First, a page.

These businesses never grow forever, we saw it with Open table recently. At some point the Zynga growth will slow and only then will we really see if this is an EFAX type online business that spins out cash every quarter consistently, or benefitted from some temporary social craze. One thing is for sure, investors buying in at the IPO price are not getting a bargain.

 

I would take Google @ 12x EV/EBITDA over Zynga @ 40-50x any day.

 

Cheers!

 

This was my second post ever on the CoBF Board. For those wondering, we were short and partially covered our position after hours for a gain of over 70%. I expect BV a company we are short in a very big way to follow...

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Good call Moore capital. 

 

Looks like the company has a net cash position of $1.5 billion and a market cap of $2.3 billion.  So the market is valuing Zynga's operating business at $800 million. 

 

http://investor.zynga.com/releasedetail.cfm?ReleaseID=695419

 

"Net loss for the second quarter of 2012 included $95.5 million of stock-based expense compared to $33.1 million of stock-based expense included in the second quarter of 2011."

 

"Stock-based expense is projected to be in the range of $410 million to $430 million."

 

"Free cash flow was ($204.4) million for the second quarter of 2012 as reported or $29.3 million excluding the purchase of the company's headquarters, compared to ($0.4) million for the second quarter of 2011."

 

"Capital expenditures are projected to be in the range of $370 million to $380 million, which includes the purchase of our corporate headquarters building in April 2012. "

 

"Non-GAAP weighted-average diluted shares outstanding are projected to be approximately 845 million shares in the fourth quarter of 2012"

 

-up from 736 million currently

 

"Adjusted EBITDA is projected to be in the range of $180 million to $250 million."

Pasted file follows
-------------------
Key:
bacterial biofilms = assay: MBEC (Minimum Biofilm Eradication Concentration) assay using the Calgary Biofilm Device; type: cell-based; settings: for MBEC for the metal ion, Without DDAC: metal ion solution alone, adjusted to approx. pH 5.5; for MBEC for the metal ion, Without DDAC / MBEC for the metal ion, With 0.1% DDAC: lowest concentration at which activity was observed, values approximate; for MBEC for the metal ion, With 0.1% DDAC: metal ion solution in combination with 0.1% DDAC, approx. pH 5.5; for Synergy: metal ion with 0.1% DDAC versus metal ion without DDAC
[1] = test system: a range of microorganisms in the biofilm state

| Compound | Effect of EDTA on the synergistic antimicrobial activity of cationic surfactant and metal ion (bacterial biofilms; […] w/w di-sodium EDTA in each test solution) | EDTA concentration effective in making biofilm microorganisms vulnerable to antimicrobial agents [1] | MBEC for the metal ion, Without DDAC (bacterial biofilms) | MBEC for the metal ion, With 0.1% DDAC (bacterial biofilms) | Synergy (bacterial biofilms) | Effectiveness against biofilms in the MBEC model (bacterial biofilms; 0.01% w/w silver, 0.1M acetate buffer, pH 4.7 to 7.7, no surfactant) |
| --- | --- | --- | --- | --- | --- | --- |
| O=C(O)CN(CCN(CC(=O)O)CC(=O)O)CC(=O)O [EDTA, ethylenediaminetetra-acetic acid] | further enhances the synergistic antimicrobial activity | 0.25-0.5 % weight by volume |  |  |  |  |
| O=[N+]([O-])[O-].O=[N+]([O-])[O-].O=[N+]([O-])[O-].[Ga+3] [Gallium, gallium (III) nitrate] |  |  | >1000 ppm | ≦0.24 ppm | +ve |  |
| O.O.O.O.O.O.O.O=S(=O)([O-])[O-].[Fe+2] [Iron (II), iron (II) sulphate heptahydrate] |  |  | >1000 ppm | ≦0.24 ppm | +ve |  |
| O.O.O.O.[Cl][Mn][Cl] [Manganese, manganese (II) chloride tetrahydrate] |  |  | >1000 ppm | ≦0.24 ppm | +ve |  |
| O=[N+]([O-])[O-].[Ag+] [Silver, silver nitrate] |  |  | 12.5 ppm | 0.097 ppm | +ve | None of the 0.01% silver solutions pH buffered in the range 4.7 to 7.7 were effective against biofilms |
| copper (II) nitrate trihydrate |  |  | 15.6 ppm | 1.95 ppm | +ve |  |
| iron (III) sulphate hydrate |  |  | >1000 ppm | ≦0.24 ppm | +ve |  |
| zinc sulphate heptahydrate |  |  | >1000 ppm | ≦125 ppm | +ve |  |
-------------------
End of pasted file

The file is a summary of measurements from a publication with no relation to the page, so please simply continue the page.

-Still trading at 12.8-9.2X Adjusted EBITDA

 

What a disaster company

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90% of their business is tied to Facebook. This quarter showed how Facebook making small changes can have a huge effect on their business. Gaming is an incredibly tough industry, as online games have a very short lifespan.

 

Some suspicious insider sales this quarter as well.

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Good call Moorecapital.  The overvaluation, the low barrier to enter the industry and their reliance on facebook made this company a pos.  I also didn't care for the CEO's ability to steal shares back from employees and the amount of insider selling that went on early.

 

Personally I think Linkedin has a legit business with recruiters.  Its a pretty useful resource.  I know nothing of the valuation though.

 

 

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Good call Moore capital. 

 

Looks like the company has a net cash position of $1.5 billion and a market cap of $2.3 billion.  So the market is valuing Zynga's operating business at $800 million. 

 

http://investor.zynga.com/releasedetail.cfm?ReleaseID=695419

 

"Net loss for the second quarter of 2012 included $95.5 million of stock-based expense compared to $33.1 million of stock-based expense included in the second quarter of 2011."

 

"Stock-based expense is projected to be in the range of $410 million to $430 million."

 

"Free cash flow was ($204.4) million for the second quarter of 2012 as reported or $29.3 million excluding the purchase of the company's headquarters, compared to ($0.4) million for the second quarter of 2011."

 

"Capital expenditures are projected to be in the range of $370 million to $380 million, which includes the purchase of our corporate headquarters building in April 2012. "

 

"Non-GAAP weighted-average diluted shares outstanding are projected to be approximately 845 million shares in the fourth quarter of 2012"

 

-up from 736 million currently

 

"Adjusted EBITDA is projected to be in the range of $180 million to $250 million."

 

-Still trading at 12.8-9.2X Adjusted EBITDA

 

What a disaster company